Consumer data privacy lawsuit against Apple dismissed

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A consumer lawsuit against Apple over data privacy issue has been dismissed by a California federal judge on Monday as the judge found the plaintiffs failed to show they actually relied on any alleged company misrepresentations and that they had been harmed by doing so.

The set of claims made against Apple by the four plaintiffs in 2011 included charges of violating user’s privacy policy claiming that iOS has been designed in a way that it easily transmits personal information to third parties that collect and analyze such data without user’s consent or detection.

The second claim covers location-tracking issue. According to Apple’s 2011 software license agreements, no location information would be collected and sent to Apple servers if users turn off the Location Services option in the Settings app, but the company’s iPhone with iOS 4.1 did in fact build a database of Wi-Fi network and cell tower locations on the device and sent it to Apple even when users deactivated the Location Services option.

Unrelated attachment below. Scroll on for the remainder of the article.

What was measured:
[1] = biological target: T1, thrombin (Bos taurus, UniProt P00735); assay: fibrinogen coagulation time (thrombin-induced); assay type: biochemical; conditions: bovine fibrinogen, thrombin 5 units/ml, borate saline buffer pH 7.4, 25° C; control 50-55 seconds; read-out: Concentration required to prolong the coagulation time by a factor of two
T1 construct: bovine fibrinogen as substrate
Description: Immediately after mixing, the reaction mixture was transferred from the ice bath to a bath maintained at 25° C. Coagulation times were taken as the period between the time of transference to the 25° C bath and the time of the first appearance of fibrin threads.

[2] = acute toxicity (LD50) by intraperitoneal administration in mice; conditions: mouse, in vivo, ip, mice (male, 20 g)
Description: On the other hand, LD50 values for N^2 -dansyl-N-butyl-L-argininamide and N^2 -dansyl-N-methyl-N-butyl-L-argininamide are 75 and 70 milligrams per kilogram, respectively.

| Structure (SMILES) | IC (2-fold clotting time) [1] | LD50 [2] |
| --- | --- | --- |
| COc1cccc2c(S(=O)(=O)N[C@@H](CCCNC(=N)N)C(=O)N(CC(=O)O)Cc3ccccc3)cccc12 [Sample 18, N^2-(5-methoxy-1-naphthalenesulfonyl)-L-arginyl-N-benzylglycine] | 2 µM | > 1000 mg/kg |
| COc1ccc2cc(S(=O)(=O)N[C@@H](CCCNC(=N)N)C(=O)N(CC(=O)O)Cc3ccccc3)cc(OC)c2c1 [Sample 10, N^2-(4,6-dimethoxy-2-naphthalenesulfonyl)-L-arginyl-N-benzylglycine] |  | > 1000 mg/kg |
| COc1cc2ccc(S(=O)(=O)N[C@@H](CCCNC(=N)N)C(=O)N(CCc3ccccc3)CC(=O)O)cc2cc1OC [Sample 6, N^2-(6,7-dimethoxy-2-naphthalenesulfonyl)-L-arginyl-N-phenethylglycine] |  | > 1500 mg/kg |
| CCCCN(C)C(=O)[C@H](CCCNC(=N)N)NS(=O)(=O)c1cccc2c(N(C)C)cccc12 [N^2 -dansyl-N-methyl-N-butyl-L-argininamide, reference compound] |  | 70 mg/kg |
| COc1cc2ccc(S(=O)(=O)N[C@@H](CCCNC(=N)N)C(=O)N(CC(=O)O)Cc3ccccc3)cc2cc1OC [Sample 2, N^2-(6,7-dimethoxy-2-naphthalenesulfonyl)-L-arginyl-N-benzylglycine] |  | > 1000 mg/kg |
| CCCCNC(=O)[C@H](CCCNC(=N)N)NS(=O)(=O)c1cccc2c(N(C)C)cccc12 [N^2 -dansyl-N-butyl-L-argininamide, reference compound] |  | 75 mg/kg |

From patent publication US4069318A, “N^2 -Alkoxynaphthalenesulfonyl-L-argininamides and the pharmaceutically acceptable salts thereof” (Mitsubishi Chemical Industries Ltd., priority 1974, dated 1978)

The court documents revealed that the plaintiffs also claimed they suffered damages by paying too much money for their iPhones and by losing storage space, among other things.

Judge Lucy H. Koh, in a November 25 ruling, said: “Plaintiffs must be able to provide some evidence that they saw one or more of Apple’s alleged misrepresentations, that they actually relied on those misrepresentations, and that they were harmed thereby” reported Reuters.

Due to lack of evidence presented by the plaintiffs Koh dismissed the case on Monday stating: “As Plaintiffs have failed to show that there is a genuine issue of material fact concerning whether any Plaintiff actually relied on any of Apple’s alleged misrepresentations,” and thus “the Court concludes that no plaintiff has standing to pursue either the iDevice or geolocation claims.”

Plaintiff’s lawyer and Apple both declined to comment anything on the matter.